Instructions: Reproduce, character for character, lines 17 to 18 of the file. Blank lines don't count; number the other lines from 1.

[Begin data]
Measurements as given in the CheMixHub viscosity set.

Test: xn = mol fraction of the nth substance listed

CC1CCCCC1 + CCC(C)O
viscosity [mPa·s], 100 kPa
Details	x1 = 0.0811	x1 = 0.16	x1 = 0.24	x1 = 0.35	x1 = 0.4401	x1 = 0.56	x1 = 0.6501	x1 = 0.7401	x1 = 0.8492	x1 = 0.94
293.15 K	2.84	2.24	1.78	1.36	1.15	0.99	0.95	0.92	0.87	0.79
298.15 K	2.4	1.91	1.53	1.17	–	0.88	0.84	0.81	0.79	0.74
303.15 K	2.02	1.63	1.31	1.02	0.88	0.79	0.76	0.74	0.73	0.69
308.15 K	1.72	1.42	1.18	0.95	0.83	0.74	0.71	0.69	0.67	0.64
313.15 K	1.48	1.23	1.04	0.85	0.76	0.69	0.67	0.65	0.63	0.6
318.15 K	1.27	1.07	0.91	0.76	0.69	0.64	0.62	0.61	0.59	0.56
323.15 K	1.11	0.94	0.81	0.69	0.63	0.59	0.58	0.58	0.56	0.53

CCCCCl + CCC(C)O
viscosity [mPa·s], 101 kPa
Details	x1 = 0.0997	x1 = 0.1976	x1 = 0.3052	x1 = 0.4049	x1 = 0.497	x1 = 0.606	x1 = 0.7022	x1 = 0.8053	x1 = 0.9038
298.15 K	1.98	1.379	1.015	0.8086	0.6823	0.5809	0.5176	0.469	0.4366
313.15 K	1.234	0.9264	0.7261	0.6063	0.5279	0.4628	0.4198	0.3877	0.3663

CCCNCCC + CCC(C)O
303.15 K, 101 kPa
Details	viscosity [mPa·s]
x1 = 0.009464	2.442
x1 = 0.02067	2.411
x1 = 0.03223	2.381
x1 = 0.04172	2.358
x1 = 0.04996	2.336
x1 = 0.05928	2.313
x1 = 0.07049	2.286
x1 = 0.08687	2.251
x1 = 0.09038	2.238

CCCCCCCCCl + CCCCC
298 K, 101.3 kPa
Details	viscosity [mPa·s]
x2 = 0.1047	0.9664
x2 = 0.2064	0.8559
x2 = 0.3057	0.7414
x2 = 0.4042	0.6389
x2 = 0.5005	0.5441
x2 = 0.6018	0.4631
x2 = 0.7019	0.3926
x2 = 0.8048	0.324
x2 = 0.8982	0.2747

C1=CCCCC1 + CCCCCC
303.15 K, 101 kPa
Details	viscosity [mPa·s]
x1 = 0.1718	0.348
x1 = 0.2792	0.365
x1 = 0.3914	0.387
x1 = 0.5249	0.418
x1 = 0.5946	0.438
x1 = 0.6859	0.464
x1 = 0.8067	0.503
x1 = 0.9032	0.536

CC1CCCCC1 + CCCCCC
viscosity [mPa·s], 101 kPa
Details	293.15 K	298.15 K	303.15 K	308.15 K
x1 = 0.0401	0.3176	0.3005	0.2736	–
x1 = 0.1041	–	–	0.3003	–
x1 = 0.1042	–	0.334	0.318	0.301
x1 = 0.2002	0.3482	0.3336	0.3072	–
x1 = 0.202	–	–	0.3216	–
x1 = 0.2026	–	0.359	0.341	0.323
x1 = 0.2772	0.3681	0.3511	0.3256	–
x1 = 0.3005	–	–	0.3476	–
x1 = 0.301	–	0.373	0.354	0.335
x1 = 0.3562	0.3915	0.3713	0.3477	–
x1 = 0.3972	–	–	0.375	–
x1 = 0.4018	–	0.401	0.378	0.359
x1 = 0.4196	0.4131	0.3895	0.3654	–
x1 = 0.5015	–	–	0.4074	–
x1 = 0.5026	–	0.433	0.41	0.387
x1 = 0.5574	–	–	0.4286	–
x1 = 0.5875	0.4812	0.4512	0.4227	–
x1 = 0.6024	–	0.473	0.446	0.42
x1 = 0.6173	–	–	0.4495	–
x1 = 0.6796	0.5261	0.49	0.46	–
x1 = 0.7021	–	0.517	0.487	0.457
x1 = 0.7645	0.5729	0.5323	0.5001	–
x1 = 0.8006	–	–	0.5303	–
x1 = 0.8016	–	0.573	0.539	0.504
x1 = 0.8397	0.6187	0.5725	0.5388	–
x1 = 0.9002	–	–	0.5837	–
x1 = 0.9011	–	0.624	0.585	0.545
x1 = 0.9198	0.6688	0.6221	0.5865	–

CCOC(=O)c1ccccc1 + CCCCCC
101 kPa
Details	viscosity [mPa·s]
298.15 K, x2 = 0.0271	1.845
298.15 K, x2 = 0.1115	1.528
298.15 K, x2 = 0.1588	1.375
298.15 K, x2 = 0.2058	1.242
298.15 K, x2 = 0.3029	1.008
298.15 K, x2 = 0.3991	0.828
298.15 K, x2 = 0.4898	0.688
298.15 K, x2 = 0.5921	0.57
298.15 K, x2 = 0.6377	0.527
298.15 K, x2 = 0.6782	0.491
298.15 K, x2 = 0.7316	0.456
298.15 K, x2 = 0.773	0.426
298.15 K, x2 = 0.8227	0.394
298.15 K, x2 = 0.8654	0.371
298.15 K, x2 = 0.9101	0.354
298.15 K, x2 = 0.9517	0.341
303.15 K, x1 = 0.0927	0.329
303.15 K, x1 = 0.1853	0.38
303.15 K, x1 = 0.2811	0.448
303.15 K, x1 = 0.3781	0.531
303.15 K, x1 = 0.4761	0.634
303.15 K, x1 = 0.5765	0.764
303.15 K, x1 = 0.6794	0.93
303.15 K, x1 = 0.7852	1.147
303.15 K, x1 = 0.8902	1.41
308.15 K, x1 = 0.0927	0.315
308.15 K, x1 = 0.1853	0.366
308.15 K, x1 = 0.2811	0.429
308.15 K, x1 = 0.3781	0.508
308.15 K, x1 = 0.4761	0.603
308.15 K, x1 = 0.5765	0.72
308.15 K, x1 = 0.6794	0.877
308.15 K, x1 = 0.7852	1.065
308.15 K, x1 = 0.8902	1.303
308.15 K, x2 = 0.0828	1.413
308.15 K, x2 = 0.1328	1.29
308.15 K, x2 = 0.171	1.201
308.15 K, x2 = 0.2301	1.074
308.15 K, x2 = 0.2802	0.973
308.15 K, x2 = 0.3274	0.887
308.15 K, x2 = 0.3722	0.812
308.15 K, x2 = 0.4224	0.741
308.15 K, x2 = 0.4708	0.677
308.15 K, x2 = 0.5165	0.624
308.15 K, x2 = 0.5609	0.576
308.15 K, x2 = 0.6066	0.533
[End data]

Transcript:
313.15 K	1.234	0.9264	0.7261	0.6063	0.5279	0.4628	0.4198	0.3877	0.3663

CCCNCCC + CCC(C)O